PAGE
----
Yeung is happy with her job. She studied marketing and advertising, and her ultimate goal is to become an account manager at a bigger advertising agency. “I always knew from the start that it was going to be a long game,” she tells me. “Unless you’re very lucky, people don’t make it in advertising until they’re older and have more experience. Back in the old days, you’d come into an agency as an apprentice, and you’d eventually take over from the person teaching you directly. But now, with universities and thousands of graduates, that system doesn’t work anymore. To get to the place I want to get to, I have to keep working. It’s an endurance game.”
Though Yeung’s parents are supportive, she says it’s still difficult to convince them that what she’s doing is worthwhile. “My parents are traditional Singaporeans so they’ve always had big expectations for me and my siblings,” she says. “Those expectations are reflected by the way we look. It would definitely be easier to convince them I had an actual job if I wore office clothes or heels. Part of that, I guess, is that when my parents came to the U.S., and later to Canada, they had to constantly prove themselves in a climate that was very anti-Asian generally. There’s a story my dad tells about how he had to borrow a month’s worth of money from my grandfather to buy a Hugo Boss suit just so he could get his foot in the door for an interview. I guess, when he thinks about how hard it was for him, it’s difficult to understand how someone who dresses in streetwear could even be allowed into an office.”
For other millennials stuck in lower paying, highly unstable gig economy jobs, the problem of explaining exactly what they do to their parents is even harder. Jal, 24, lives in London and requested anonymity due to non-disclosure agreements he’s signed for “gig economy” jobs he’s been working since graduating from the University of Manchester in 2016 with a master’s degree in economics. His normal week involves working as a courier for Deliveroo, making food deliveries for the U.K.-based fast-food app Just Eat and driving for Uber. During whatever downtime he has, he applies for jobs ranging from entry-level finance roles to assistant positions on six-month contracts, while living in his parent’s home in North London.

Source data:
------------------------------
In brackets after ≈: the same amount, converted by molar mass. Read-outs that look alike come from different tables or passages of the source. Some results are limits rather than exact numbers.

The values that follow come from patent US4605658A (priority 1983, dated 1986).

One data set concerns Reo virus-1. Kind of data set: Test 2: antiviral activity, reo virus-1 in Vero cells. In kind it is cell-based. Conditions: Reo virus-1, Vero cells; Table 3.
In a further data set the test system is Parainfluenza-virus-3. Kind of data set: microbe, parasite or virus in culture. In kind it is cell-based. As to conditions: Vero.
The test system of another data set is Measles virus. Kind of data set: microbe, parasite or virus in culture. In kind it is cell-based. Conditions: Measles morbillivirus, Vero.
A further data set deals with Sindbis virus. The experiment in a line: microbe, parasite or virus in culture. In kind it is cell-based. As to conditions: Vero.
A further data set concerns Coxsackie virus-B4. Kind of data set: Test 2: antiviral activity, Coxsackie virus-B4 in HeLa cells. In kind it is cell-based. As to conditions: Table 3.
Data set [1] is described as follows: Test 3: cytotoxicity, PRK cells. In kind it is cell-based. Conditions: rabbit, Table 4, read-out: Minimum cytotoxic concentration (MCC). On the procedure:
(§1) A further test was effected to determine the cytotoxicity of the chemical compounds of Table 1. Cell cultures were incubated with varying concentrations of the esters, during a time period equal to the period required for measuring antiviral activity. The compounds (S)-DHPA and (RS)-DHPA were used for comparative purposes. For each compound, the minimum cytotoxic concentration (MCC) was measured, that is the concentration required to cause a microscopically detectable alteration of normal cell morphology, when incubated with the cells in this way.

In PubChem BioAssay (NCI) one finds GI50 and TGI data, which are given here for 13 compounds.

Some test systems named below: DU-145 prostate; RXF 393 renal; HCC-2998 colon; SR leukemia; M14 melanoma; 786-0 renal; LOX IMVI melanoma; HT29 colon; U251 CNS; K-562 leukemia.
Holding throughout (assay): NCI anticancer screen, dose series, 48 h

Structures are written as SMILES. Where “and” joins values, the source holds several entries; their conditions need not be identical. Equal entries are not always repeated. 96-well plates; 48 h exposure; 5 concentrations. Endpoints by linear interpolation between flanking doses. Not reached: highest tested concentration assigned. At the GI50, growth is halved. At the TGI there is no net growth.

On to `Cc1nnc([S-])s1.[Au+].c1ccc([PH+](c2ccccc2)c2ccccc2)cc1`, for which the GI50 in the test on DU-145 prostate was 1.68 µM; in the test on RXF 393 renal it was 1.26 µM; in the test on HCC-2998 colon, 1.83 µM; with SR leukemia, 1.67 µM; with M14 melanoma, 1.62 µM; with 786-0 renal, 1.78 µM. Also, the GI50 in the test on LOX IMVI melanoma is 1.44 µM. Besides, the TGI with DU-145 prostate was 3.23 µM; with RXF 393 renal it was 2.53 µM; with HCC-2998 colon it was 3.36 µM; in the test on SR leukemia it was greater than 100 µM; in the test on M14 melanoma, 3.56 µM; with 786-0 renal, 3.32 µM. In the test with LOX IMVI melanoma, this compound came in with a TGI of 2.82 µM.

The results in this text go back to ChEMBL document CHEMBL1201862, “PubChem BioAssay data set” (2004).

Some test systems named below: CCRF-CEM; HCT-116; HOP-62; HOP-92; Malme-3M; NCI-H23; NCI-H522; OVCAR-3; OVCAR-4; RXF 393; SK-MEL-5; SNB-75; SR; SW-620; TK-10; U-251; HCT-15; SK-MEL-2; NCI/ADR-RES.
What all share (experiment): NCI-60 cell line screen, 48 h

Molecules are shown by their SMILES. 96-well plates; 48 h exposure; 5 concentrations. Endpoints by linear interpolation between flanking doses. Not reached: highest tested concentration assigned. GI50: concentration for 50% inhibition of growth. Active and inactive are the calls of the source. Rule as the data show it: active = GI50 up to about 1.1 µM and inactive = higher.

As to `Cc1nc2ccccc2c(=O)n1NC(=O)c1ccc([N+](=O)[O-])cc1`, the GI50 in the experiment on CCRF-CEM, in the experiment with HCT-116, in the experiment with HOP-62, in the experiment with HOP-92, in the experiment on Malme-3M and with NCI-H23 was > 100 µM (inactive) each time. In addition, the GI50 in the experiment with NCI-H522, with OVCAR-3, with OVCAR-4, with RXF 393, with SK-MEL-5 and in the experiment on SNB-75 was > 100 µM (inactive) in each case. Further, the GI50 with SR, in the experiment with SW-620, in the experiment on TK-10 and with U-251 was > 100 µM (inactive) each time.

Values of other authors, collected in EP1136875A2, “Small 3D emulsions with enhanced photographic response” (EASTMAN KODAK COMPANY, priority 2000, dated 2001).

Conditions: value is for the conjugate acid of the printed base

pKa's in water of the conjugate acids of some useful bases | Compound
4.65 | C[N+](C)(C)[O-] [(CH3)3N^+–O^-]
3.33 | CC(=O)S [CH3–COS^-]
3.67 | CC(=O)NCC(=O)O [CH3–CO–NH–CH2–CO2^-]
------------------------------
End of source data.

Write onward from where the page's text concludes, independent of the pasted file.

“You end up feeling like you’ve disappointed your family, and that you’ve been disrespectful to their struggles when they moved to the U.K. for a better life for us,” Jal says about his parents and grandparents, who moved to the U.K. from Punjab, India, in the 1980s. “My grandfather came here not speaking a word of English, and he was working in textile factories up in [Northern England]. He would work long hours, but that was his only job really. And he knew that whatever happened, he had a stable income to support my grandma, my mom and her sisters. I think of myself and my generation, and I’m like, Damn, I wish I was that lucky. Instead, I’m working loads of these jobs despite having a degree, and the money I’m making — which isn’t much — is going toward student loans and saving whatever I can for a house I probably can’t afford to buy.”
To Jal, the issue isn’t necessarily about the kind of work he’s doing, but rather, what it represents — especially to South Asian families like his who pride themselves on the success of their progeny. “If your son is a doctor or a lawyer, or they have a job in the city, that’s not just a success for them, it’s success for the whole family,” he says. “The opposite is true as well. If you’ve messed up in school, or you’re on welfare, it’s our families who are blamed. No one in our community wants to see that. But at the same time, when family members come over — or when my parents go to the Gurdwara [Sikh temple] — and people ask what I’m doing, they don’t know what to say, even though I’m working and have prospects. They usually make up something, like I’m doing a PhD, or I’m working in the city. That, though, just ends up making them feel worse because they aren’t sure if I’ll be successful in my life.”
Worse yet, his family considers his current state of employment as a personal issue, not a generational one that affects tens of thousands of young people impacted by a shortage of stable, longterm jobs. “They’ll always compare me to my cousins who work in big offices and earn a lot of money, and ask if they’re the reasons I’m not as successful as them,” Jal says. “Even though I keep telling them that there are so many people like me who do well at school but they don’t get the rewards of that education straight away.”
As for me, my grandma may never understand why I spend so much time on my computer, or why it’s perfectly fine to participate in Google Hangouts in pajamas. But to her credit, she doesn’t believe such an understanding is essential either. “We never had the opportunity to do what we wanted to do,” she says when I ask her if she’d rather I work a “normal” job. “I don’t understand all these new jobs. But if you can [support] yourself and you’re doing something important, that’s what matters.”